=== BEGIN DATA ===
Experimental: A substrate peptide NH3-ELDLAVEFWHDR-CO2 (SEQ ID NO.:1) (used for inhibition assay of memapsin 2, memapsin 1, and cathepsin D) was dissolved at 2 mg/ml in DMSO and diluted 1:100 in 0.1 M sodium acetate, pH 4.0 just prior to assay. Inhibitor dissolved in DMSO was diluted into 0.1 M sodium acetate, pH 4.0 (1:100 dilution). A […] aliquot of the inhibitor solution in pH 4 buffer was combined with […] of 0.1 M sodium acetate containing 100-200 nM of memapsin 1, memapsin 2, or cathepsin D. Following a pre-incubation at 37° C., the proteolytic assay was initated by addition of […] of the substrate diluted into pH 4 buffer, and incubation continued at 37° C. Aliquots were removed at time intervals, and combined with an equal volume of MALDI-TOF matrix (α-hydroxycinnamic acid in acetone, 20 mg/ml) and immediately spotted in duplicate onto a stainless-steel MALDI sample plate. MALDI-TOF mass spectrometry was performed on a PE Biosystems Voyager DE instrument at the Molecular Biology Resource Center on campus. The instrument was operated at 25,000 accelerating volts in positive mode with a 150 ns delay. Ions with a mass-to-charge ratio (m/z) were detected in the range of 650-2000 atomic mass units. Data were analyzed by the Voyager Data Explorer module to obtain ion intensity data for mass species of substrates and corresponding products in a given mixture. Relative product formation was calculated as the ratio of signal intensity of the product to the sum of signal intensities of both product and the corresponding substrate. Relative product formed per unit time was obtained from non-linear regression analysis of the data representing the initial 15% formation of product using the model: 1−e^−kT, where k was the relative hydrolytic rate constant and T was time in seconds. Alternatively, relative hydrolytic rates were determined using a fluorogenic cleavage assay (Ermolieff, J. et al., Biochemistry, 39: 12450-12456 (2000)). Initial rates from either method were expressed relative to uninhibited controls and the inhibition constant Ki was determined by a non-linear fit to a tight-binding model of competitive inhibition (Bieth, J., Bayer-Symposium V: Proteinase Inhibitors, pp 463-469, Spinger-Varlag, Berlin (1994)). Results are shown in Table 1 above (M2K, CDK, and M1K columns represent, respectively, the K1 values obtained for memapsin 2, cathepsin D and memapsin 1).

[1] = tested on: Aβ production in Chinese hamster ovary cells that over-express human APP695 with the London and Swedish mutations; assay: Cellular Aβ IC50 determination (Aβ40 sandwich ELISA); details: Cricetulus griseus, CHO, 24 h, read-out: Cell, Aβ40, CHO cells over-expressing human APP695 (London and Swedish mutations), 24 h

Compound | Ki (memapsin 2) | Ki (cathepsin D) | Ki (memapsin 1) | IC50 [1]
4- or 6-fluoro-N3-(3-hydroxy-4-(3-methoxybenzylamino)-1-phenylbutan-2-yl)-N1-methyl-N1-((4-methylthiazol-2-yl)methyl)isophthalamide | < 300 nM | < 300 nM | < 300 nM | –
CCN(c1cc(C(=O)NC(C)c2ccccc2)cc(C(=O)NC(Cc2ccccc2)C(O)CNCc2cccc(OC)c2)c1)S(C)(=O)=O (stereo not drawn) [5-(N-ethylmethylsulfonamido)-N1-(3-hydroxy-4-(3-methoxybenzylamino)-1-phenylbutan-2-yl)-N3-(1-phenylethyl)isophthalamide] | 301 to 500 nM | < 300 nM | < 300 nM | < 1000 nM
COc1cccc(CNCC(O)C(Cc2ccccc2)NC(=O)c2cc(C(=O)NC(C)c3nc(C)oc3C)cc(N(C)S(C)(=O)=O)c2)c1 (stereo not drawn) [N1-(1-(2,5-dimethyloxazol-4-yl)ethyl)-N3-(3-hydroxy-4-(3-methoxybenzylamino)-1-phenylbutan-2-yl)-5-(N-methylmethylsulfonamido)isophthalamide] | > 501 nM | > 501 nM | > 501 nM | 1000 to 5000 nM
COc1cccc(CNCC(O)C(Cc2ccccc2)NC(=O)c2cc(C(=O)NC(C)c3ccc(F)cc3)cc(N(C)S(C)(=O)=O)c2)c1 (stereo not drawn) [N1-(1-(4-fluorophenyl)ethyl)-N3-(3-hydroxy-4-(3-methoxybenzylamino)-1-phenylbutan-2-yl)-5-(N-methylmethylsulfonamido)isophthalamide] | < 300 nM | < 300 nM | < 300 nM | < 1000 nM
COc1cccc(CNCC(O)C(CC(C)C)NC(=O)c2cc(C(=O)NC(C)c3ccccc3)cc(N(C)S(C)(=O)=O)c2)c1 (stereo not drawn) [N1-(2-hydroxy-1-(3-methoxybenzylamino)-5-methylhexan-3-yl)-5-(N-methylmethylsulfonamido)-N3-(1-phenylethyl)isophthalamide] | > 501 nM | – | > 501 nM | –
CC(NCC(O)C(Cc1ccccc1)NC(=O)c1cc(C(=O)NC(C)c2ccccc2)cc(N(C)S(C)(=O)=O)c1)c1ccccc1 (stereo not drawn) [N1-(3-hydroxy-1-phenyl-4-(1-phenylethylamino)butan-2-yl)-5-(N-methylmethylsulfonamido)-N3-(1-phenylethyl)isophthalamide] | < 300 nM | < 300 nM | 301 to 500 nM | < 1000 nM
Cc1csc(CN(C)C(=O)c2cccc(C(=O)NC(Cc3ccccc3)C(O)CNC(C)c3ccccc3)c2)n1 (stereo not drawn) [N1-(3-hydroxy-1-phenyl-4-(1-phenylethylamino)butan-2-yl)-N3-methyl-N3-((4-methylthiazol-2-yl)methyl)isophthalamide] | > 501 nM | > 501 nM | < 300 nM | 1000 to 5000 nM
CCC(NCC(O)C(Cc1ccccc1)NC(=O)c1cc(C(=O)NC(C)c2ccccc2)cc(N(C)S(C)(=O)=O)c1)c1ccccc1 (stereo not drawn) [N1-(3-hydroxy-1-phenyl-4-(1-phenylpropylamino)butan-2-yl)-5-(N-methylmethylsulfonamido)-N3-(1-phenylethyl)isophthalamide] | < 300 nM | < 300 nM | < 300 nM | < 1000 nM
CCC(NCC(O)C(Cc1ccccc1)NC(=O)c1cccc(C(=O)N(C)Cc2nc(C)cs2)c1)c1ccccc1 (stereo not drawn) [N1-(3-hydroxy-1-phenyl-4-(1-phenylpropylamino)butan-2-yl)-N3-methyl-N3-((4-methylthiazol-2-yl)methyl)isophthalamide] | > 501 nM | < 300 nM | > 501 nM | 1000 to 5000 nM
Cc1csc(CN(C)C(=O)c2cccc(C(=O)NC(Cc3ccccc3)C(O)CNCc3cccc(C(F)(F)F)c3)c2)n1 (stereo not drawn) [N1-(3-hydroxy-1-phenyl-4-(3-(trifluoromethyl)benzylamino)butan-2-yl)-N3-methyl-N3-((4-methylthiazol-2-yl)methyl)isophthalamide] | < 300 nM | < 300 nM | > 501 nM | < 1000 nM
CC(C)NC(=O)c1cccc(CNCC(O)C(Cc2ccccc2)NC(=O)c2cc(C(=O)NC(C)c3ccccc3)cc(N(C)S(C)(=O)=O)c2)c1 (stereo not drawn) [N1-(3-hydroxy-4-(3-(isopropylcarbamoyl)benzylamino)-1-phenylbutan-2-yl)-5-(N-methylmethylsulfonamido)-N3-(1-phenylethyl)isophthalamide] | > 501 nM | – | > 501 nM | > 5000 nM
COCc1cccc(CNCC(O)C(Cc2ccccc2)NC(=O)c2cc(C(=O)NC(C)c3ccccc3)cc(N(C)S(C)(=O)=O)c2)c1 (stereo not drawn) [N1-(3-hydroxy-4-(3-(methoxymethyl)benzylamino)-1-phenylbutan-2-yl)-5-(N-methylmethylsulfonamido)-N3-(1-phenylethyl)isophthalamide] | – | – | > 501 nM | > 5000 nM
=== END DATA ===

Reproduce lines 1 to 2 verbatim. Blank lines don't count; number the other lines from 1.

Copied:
Experimental: A substrate peptide NH3-ELDLAVEFWHDR-CO2 (SEQ ID NO.:1) (used for inhibition assay of memapsin 2, memapsin 1, and cathepsin D) was dissolved at 2 mg/ml in DMSO and diluted 1:100 in 0.1 M sodium acetate, pH 4.0 just prior to assay. Inhibitor dissolved in DMSO was diluted into 0.1 M sodium acetate, pH 4.0 (1:100 dilution). A […] aliquot of the inhibitor solution in pH 4 buffer was combined with […] of 0.1 M sodium acetate containing 100-200 nM of memapsin 1, memapsin 2, or cathepsin D. Following a pre-incubation at 37° C., the proteolytic assay was initated by addition of […] of the substrate diluted into pH 4 buffer, and incubation continued at 37° C. Aliquots were removed at time intervals, and combined with an equal volume of MALDI-TOF matrix (α-hydroxycinnamic acid in acetone, 20 mg/ml) and immediately spotted in duplicate onto a stainless-steel MALDI sample plate. MALDI-TOF mass spectrometry was performed on a PE Biosystems Voyager DE instrument at the Molecular Biology Resource Center on campus. The instrument was operated at 25,000 accelerating volts in positive mode with a 150 ns delay. Ions with a mass-to-charge ratio (m/z) were detected in the range of 650-2000 atomic mass units. Data were analyzed by the Voyager Data Explorer module to obtain ion intensity data for mass species of substrates and corresponding products in a given mixture. Relative product formation was calculated as the ratio of signal intensity of the product to the sum of signal intensities of both product and the corresponding substrate. Relative product formed per unit time was obtained from non-linear regression analysis of the data representing the initial 15% formation of product using the model: 1−e^−kT, where k was the relative hydrolytic rate constant and T was time in seconds. Alternatively, relative hydrolytic rates were determined using a fluorogenic cleavage assay (Ermolieff, J. et al., Biochemistry, 39: 12450-12456 (2000)). Initial rates from either method were expressed relative to uninhibited controls and the inhibition constant Ki was determined by a non-linear fit to a tight-binding model of competitive inhibition (Bieth, J., Bayer-Symposium V: Proteinase Inhibitors, pp 463-469, Spinger-Varlag, Berlin (1994)). Results are shown in Table 1 above (M2K, CDK, and M1K columns represent, respectively, the K1 values obtained for memapsin 2, cathepsin D and memapsin 1).

[1] = tested on: Aβ production in Chinese hamster ovary cells that over-express human APP695 with the London and Swedish mutations; assay: Cellular Aβ IC50 determination (Aβ40 sandwich ELISA); details: Cricetulus griseus, CHO, 24 h, read-out: Cell, Aβ40, CHO cells over-expressing human APP695 (London and Swedish mutations), 24 h